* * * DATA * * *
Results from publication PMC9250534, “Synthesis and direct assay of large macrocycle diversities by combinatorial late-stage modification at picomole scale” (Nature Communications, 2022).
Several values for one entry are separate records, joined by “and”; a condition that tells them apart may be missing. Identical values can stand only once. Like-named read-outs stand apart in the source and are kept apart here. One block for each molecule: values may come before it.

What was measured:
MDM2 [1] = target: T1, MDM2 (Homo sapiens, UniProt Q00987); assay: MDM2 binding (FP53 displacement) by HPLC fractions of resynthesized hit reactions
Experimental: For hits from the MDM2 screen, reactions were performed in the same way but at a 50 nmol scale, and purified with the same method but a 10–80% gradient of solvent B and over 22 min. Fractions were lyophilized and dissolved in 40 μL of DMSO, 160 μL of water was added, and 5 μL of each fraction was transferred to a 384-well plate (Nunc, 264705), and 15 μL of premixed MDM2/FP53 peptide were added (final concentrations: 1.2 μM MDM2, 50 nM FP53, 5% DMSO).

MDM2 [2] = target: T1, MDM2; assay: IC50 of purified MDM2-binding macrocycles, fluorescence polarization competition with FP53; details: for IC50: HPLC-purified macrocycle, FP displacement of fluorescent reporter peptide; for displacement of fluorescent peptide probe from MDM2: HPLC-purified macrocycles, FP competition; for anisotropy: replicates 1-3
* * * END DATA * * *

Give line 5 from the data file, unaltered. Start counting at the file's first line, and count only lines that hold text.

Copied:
Experimental: For hits from the MDM2 screen, reactions were performed in the same way but at a 50 nmol scale, and purified with the same method but a 10–80% gradient of solvent B and over 22 min. Fractions were lyophilized and dissolved in 40 μL of DMSO, 160 μL of water was added, and 5 μL of each fraction was transferred to a 384-well plate (Nunc, 264705), and 15 μL of premixed MDM2/FP53 peptide were added (final concentrations: 1.2 μM MDM2, 50 nM FP53, 5% DMSO).